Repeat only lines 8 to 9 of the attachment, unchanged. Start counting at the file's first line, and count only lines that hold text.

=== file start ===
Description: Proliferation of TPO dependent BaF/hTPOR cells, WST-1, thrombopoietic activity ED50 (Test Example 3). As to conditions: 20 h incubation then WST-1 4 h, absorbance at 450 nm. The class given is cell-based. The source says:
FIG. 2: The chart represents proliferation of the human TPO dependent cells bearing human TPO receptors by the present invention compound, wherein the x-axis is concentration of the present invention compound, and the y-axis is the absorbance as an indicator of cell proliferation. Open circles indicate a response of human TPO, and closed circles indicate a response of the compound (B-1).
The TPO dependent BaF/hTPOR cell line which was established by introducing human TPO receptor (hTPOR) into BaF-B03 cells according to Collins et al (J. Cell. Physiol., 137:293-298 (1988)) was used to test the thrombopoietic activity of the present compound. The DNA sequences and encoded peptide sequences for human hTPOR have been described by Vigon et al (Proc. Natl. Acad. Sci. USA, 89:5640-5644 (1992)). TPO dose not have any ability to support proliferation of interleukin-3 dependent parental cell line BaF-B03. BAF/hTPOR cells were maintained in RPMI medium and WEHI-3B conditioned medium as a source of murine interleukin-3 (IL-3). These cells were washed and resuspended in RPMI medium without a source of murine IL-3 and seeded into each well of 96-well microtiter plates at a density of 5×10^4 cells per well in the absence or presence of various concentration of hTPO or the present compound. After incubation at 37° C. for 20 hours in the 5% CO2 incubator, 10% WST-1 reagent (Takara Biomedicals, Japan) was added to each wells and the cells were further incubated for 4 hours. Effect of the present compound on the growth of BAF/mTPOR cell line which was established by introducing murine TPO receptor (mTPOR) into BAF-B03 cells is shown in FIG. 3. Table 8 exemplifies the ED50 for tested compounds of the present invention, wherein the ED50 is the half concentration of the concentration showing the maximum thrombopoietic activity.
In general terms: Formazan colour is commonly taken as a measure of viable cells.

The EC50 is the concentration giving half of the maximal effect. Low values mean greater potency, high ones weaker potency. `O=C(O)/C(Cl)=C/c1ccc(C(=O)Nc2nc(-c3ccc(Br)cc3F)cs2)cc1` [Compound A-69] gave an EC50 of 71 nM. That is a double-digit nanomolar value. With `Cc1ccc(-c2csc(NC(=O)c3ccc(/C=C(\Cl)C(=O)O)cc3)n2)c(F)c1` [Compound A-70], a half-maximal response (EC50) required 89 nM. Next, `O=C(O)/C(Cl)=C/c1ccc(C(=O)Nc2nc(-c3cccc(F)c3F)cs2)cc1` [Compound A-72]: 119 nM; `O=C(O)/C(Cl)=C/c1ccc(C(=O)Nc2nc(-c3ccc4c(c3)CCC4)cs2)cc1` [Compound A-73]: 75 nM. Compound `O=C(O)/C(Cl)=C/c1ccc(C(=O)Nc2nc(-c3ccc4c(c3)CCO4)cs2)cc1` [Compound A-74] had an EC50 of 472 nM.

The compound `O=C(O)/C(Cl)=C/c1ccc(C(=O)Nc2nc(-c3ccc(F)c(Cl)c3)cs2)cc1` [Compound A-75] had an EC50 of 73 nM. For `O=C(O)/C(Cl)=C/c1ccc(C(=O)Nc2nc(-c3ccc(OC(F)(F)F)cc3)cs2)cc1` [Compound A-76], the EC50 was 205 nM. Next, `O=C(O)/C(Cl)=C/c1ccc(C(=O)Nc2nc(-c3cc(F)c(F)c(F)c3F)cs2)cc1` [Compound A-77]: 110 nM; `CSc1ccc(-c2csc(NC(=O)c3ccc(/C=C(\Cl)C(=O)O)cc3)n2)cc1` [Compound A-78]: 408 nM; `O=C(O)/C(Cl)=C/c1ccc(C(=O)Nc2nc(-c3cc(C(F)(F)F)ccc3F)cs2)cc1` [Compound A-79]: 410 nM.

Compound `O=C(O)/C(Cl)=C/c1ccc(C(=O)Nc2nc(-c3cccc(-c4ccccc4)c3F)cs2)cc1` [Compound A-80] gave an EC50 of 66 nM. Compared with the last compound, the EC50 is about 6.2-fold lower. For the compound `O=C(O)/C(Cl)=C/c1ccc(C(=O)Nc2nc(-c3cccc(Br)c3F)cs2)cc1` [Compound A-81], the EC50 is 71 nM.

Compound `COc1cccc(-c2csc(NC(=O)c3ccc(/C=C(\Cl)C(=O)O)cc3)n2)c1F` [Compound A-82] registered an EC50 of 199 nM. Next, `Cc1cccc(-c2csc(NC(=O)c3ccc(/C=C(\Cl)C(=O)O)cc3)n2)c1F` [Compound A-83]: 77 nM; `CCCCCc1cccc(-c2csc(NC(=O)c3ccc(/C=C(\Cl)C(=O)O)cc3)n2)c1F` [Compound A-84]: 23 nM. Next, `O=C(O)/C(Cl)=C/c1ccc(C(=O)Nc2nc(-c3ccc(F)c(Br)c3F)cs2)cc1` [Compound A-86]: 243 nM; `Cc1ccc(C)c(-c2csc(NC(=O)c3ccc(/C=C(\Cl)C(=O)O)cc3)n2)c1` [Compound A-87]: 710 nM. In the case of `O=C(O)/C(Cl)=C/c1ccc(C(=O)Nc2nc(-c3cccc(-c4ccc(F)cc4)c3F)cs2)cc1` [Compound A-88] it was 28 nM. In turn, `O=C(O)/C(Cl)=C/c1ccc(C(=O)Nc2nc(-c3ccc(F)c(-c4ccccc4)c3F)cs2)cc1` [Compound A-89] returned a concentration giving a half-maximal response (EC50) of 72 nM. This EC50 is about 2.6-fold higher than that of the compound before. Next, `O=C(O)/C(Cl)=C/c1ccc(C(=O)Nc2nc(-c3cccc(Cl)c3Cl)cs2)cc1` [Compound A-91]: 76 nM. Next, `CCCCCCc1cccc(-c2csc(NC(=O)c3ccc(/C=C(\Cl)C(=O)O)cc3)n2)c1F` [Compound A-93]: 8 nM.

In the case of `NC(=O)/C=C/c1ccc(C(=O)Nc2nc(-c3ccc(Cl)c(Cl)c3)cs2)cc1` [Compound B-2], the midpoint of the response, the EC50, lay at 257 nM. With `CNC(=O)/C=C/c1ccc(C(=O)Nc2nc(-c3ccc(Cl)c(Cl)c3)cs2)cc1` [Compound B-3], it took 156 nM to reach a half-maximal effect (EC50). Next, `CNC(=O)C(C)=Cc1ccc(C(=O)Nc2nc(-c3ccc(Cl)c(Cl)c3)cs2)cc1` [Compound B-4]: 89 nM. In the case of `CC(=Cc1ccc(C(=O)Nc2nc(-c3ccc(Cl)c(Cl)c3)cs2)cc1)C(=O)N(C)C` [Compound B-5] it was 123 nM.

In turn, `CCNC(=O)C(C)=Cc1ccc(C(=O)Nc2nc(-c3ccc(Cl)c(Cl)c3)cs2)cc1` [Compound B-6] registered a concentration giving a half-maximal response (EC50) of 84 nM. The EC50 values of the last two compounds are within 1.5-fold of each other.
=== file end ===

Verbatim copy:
Compound `COc1cccc(-c2csc(NC(=O)c3ccc(/C=C(\Cl)C(=O)O)cc3)n2)c1F` [Compound A-82] registered an EC50 of 199 nM. Next, `Cc1cccc(-c2csc(NC(=O)c3ccc(/C=C(\Cl)C(=O)O)cc3)n2)c1F` [Compound A-83]: 77 nM; `CCCCCc1cccc(-c2csc(NC(=O)c3ccc(/C=C(\Cl)C(=O)O)cc3)n2)c1F` [Compound A-84]: 23 nM. Next, `O=C(O)/C(Cl)=C/c1ccc(C(=O)Nc2nc(-c3ccc(F)c(Br)c3F)cs2)cc1` [Compound A-86]: 243 nM; `Cc1ccc(C)c(-c2csc(NC(=O)c3ccc(/C=C(\Cl)C(=O)O)cc3)n2)c1` [Compound A-87]: 710 nM. In the case of `O=C(O)/C(Cl)=C/c1ccc(C(=O)Nc2nc(-c3cccc(-c4ccc(F)cc4)c3F)cs2)cc1` [Compound A-88] it was 28 nM. In turn, `O=C(O)/C(Cl)=C/c1ccc(C(=O)Nc2nc(-c3ccc(F)c(-c4ccccc4)c3F)cs2)cc1` [Compound A-89] returned a concentration giving a half-maximal response (EC50) of 72 nM. This EC50 is about 2.6-fold higher than that of the compound before. Next, `O=C(O)/C(Cl)=C/c1ccc(C(=O)Nc2nc(-c3cccc(Cl)c3Cl)cs2)cc1` [Compound A-91]: 76 nM. Next, `CCCCCCc1cccc(-c2csc(NC(=O)c3ccc(/C=C(\Cl)C(=O)O)cc3)n2)c1F` [Compound A-93]: 8 nM.

In the case of `NC(=O)/C=C/c1ccc(C(=O)Nc2nc(-c3ccc(Cl)c(Cl)c3)cs2)cc1` [Compound B-2], the midpoint of the response, the EC50, lay at 257 nM. With `CNC(=O)/C=C/c1ccc(C(=O)Nc2nc(-c3ccc(Cl)c(Cl)c3)cs2)cc1` [Compound B-3], it took 156 nM to reach a half-maximal effect (EC50). Next, `CNC(=O)C(C)=Cc1ccc(C(=O)Nc2nc(-c3ccc(Cl)c(Cl)c3)cs2)cc1` [Compound B-4]: 89 nM. In the case of `CC(=Cc1ccc(C(=O)Nc2nc(-c3ccc(Cl)c(Cl)c3)cs2)cc1)C(=O)N(C)C` [Compound B-5] it was 123 nM.